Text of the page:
A second problem - and nearly an insurmountable one - is the difficulty of obtaining the needed tools. I contacted a number of different brush makers in Tokyo, but received the same reply from them all, "No, we can't make that kind of brush any more." I had to settle for a brush much smaller than is normal for this work.

The photos on these pages give an overview of my progress so far. I am still not very confident about the job, but have been getting acceptable results. And the most recent print in the current Mystique series was made on paper that I sized myself.

Doing the sizing myself from now on is going to add a huge amount of time and trouble to my working routine, but at this point I feel that I have no choice. And my fingers are crossed that all my other suppliers - paper, wood, pigments, etc. - can solve their succession problems!

Overview of the process ...

The mixture of glue and alum is dissolved slowly in a double-boiler.

It is then strained to remove impurities and lumps.

The small thermometer helps me keep the mix at the proper temperature.

This is the most difficult part - applying a perfectly smooth coat of size across the sheet.

I built clip units that let me hang the paper up without creases.

It is important to let the paper dry slowly, or it will buckle as it shrinks.

A few more points ...

The only brush I could find is 1 shaku in width, but this is far too narrow to cover a single sheet of paper in one pass. I have been forced to cut my sheets in half before beginning, thus doubling the working time. (Although of course working on smaller sheets makes it 'easier' for this beginner!)

All the sheet-metal shops in my community have closed, so I built my own sizing tray, making it match the brush. It is used in double-boiler fashion, standing in water heated by a hot plate.

These custom hangers turned out to be a good idea. It is very difficult to hang up the wet and soft paper, but I prepared dozens of these using smooth-faced clothespegs (made for use with lingerie). This part of the job is now no problem!

Message from Collectors

In the previous issue, I asked readers for some 'thoughts' on the recently completed Solitudes print series. Here are a couple of the contributions, both from long-time collectors. (And thanks very much to both of you for this!)

from Mark Roberts in Canada

When I first heard about the Solitudes series I knew I would have to collect it. The premise of the series neatly aligned with my most cherished memories of Japan.

I started collecting Dave's work during an expat assignment in Tokyo in the early 1990s. Coming from smallish cities in Canada, Tokyo's population and all the hustle and bustle of the high-technology business climate back then was a real strain on my system, but I enjoyed learning about the culture of Japan, including wood-block prints, and was excited to find someone that I could talk to on the subject in English!

In my second year of the assignment I felt comfortable enough to dedicate almost every weekend to day-trips, either into back-street areas of the city where craftsman had their shops or alternatively into the countryside. I started collecting my own set of 'solitudes' that included certain less frequented parks and gardens, the remote forest shrines in Nikko, and natural hot springs, waterfalls, etc. found on mountain trails near a friend's cottage.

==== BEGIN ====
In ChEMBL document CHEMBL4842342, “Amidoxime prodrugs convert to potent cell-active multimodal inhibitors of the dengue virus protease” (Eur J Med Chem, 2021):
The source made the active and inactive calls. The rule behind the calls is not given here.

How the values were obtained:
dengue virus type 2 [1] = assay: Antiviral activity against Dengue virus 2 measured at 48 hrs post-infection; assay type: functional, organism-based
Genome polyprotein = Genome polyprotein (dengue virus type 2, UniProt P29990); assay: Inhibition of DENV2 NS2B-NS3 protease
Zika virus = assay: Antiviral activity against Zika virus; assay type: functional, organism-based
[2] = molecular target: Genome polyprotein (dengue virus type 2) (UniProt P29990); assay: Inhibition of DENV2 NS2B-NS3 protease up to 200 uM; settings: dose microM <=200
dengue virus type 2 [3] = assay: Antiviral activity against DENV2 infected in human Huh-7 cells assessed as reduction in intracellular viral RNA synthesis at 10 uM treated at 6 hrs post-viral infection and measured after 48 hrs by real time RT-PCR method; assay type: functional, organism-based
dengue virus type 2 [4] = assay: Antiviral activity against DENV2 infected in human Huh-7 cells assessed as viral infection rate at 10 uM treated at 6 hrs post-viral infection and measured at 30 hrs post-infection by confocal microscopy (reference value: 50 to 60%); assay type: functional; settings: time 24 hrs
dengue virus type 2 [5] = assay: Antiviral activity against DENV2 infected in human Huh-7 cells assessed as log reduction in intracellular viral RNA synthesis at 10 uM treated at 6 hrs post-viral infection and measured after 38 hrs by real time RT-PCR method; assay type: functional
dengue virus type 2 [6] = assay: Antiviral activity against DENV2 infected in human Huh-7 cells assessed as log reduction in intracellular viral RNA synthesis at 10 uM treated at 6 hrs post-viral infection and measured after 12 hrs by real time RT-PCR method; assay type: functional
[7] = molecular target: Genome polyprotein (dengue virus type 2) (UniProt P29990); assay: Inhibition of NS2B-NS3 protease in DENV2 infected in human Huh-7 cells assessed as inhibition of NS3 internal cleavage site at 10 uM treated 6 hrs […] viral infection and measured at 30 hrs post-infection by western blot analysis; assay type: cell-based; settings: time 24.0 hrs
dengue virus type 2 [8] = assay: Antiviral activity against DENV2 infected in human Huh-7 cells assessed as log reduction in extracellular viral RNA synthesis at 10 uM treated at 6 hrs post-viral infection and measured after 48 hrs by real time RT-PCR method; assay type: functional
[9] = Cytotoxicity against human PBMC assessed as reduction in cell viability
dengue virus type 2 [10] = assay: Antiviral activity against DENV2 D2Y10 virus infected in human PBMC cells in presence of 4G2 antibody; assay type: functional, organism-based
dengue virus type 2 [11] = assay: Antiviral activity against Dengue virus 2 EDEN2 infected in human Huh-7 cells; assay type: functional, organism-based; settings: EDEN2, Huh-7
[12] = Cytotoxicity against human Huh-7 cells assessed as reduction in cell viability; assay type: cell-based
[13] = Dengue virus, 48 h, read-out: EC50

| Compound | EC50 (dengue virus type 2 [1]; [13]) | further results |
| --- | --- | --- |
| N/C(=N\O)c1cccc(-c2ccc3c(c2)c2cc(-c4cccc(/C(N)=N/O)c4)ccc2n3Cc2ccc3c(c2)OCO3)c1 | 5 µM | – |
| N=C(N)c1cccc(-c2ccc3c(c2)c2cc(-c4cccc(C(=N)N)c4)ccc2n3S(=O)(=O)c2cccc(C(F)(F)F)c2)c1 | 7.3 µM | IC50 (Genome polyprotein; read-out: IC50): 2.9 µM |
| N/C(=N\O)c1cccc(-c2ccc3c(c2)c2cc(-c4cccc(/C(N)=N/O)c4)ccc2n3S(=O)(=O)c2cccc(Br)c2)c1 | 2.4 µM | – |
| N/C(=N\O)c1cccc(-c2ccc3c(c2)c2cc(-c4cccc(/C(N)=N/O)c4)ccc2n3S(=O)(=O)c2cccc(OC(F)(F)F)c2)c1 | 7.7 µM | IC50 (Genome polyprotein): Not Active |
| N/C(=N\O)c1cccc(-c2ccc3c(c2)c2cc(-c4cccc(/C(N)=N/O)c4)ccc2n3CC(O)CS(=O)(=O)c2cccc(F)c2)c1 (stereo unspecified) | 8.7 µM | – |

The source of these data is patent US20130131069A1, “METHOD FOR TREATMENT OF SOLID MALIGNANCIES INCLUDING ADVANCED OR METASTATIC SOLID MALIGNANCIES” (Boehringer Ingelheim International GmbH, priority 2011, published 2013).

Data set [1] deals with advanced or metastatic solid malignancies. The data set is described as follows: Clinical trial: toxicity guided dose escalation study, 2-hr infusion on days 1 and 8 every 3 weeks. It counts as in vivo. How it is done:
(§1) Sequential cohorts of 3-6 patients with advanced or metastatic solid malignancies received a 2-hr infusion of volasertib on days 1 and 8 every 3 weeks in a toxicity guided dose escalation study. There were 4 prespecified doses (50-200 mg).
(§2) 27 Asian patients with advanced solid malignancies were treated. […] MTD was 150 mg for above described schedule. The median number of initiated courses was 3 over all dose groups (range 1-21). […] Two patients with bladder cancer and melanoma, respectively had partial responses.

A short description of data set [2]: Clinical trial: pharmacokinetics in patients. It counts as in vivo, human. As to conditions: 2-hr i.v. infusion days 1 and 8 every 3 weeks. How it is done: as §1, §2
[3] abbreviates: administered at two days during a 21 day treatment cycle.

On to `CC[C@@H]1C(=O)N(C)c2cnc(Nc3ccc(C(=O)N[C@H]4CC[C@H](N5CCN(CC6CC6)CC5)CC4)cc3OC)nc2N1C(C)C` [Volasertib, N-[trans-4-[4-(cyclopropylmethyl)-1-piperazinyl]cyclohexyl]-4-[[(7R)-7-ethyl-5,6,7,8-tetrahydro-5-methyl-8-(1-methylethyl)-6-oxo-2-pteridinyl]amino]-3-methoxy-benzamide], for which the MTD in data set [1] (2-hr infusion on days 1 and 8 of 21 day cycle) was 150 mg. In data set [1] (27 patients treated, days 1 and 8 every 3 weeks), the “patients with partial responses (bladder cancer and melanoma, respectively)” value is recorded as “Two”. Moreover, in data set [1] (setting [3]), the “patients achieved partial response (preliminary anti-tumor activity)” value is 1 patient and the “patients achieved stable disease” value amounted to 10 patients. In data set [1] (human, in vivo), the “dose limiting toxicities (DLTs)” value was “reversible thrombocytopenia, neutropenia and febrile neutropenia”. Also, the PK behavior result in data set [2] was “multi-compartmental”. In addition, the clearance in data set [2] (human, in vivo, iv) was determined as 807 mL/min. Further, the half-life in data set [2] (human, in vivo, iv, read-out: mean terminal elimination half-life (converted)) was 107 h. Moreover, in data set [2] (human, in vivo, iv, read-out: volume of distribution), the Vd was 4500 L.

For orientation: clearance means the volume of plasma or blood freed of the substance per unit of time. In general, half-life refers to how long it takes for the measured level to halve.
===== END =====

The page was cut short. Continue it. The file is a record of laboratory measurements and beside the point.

'My Solitudes' by David helped me to recall what I enjoyed the most from my time in Japan. His observations and sentiments expressed in the stories resonated strongly with my own recollections of the beautiful natural areas of Japan. I have always felt that many Japanese people don't appreciate what the countryside offers and may not even venture down a less-traveled path to see what's around the next bend.

Even in the busiest areas of the city it is often possible to find an undeveloped 'natural' area, a quiet park or garden to escape for a few minutes from the pressures of big-city life. David's writings in 'My Solitudes' strongly hinted of that with his details on the short journeys required to reach many of the locations.

The combination of the prints and stories will quickly transport you to the time and place that David is relating. His stories make the print come alive and at the same time will give you a new appreciation for nature conservation, covering both benefits and issues associated with these 'freaks of nature' in Japan's urban landscape.

* * *

from Shigeyoshi Ushiro of Mie Prefecture

We have now moved into the season where we are tormented by the heat, but the 'busy as ever' David makes me think that he must be powered by atomic energy!

David's 'Solitudes' series was such a long journey! Carried by his courage and ability to bring us small details, I was thrilled and delighted to appreciate the experiences that I myself would be too afraid to enjoy alone in the mountains.

It is perhaps not so polite to say this to a printmaker, but I have to admit that when reading the stories, I sometimes forgot about the prints.